Poverty in Jamaica
With over 2 million stopover visits, the tropical island of Jamaica remains one of the most popular tourist vacation areas; renowned home of Reggae legend Bob Marley and the fastest man in the world, Usain Bolt. However, within and around the outskirts of paradise lives the poor and those experiencing financial hardship.

Yet many remain oblivious to the existence of poverty in Jamaica. The poverty rate in Jamaica remains at 16.5 percent, after increasing in the past two years.

The Inter-American Development Bank (IDB) will be providing $50 million in support of the Jamaican Government’s efforts to help alleviate poverty. The IDB investment loan was initiated to support poor families who were beneficiaries of the Program of Advancement Through Health and Education (PATH).

With the aim of alleviating poverty in Jamaica, PATH was put into effect by the government within its social safety net budget. The IDB’s project was put into place to provide financial and health stability for eligible beneficiaries of the PATH program such as children and pregnant women.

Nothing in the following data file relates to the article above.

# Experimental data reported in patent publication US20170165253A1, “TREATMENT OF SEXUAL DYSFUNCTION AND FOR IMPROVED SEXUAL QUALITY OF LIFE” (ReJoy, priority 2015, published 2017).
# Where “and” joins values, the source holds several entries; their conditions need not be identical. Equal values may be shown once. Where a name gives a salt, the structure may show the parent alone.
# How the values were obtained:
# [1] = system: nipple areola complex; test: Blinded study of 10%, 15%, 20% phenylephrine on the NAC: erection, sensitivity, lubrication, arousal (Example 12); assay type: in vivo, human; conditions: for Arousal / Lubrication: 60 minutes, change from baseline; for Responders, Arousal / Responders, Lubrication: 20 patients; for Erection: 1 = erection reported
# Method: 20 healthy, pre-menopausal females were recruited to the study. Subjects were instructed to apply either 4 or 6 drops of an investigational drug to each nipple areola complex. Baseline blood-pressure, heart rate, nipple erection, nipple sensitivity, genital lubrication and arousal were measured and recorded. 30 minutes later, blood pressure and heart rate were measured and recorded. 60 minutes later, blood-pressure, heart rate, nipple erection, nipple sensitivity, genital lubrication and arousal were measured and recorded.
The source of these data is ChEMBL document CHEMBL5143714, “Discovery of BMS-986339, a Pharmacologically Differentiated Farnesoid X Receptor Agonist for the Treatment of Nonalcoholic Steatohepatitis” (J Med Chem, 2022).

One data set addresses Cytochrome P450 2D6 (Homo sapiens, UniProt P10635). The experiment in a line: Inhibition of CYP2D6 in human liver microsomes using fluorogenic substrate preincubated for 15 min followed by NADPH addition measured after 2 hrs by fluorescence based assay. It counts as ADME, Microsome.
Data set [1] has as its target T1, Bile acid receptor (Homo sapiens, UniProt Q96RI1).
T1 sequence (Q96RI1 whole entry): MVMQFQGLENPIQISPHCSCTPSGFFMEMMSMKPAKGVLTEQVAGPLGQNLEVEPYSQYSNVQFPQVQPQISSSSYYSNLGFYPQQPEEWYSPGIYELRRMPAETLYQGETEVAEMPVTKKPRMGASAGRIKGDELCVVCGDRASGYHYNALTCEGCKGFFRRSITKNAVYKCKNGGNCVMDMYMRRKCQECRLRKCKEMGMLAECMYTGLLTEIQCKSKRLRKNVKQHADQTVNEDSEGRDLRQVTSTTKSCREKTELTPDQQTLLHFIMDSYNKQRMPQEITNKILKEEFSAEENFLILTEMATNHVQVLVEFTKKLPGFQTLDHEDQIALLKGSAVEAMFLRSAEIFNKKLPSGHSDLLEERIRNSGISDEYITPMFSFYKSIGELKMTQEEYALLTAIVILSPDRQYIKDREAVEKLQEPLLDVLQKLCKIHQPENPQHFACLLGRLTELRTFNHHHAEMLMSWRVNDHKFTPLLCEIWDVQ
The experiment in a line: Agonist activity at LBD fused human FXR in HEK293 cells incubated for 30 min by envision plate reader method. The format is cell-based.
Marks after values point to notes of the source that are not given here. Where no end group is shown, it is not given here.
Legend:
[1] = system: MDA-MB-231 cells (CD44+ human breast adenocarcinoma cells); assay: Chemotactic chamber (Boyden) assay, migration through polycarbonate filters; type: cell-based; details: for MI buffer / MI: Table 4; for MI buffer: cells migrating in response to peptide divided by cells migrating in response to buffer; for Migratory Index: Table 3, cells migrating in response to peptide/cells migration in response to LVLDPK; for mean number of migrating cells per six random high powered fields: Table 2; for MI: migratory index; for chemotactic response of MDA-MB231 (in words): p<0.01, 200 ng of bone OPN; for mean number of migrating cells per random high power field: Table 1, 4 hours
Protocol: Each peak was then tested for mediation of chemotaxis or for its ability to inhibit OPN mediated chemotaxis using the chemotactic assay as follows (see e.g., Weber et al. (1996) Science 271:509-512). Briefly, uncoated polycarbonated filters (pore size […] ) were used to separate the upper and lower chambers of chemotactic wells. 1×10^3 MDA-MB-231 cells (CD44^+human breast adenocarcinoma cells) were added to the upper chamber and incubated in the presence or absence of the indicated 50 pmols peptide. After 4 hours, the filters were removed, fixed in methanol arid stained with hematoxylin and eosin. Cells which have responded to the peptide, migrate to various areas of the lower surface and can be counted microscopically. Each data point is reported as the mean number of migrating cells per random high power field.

“The Integrated Support to Jamaica’s Social Protection Strategy project is a continuation of support by the IDB to the reform of Jamaica’s SSN,” said Therese Turner-Jones, IDB country representative for Jamaica said.

She noted that since 2000, in partnership with the World Bank, IDB is to achieve greater equity, efficiency and effectiveness. This included a previous investment loan in 2009 to reduce the life-threatening effects of the food price crisis on the most impoverished.

For two consecutive international financial crisis periods, the IDB has created scheduled loans against social spending as well as to protect against labor policies. Their efforts have promoted human capital and supported the networking of the poor into labor markets.

Turner-Jones outlined that the Integrated Support to Jamaica’s Social Protection Strategy project will help reduce the negative impact of fiscal adjustment on the poor.

The IDB loan for $50 million is set to continue for 25 years, with extended overtime of 5.5 years and an interest rate based on LIBOR.

The IDB has come on board to support the long-term development plan for Jamaica, Vision 2030 Jamaica, to reduce poverty by ensuring access to basic goods and services, responsive public policy, opportunities for sustainable livelihoods and social inclusion.

Shanique Wright

Photo: Flickr